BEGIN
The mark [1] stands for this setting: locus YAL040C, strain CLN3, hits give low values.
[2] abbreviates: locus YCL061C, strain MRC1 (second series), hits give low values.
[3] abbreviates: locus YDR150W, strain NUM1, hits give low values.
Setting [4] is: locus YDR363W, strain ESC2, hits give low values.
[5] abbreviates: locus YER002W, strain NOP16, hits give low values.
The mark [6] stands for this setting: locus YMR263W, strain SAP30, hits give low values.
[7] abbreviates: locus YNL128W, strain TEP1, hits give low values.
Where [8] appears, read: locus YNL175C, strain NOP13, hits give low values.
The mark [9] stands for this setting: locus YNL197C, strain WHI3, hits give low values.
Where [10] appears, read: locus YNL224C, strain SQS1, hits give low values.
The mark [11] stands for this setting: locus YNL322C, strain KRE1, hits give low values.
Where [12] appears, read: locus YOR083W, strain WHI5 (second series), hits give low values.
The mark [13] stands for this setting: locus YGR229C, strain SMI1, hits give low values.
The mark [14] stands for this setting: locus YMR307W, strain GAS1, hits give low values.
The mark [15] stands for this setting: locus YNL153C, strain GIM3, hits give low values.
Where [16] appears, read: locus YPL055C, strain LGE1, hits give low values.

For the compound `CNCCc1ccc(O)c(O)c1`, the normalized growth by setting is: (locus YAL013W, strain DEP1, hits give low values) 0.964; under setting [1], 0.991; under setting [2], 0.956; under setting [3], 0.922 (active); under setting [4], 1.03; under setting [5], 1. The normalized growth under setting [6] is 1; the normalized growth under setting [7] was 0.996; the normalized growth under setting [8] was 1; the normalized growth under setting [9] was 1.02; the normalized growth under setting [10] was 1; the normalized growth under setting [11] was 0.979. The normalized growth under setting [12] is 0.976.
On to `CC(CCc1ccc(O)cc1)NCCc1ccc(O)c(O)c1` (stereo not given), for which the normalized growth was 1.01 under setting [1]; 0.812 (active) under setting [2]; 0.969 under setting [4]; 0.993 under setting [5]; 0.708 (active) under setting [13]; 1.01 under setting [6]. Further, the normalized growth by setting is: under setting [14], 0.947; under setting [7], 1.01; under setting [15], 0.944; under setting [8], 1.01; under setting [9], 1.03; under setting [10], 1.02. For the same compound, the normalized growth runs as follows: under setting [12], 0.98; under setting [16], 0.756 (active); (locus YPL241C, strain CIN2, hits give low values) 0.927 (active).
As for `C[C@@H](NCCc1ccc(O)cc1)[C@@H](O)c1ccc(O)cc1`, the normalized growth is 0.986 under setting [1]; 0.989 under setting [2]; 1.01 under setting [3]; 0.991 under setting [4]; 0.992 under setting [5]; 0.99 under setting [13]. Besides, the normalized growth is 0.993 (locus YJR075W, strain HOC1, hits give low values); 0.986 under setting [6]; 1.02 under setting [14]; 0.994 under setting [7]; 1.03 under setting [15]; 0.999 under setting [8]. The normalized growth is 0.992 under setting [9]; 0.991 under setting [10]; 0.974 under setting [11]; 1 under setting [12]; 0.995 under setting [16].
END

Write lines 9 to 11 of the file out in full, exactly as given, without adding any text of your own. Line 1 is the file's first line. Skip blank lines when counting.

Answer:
The mark [9] stands for this setting: locus YNL197C, strain WHI3, hits give low values.
Where [10] appears, read: locus YNL224C, strain SQS1, hits give low values.
The mark [11] stands for this setting: locus YNL322C, strain KRE1, hits give low values.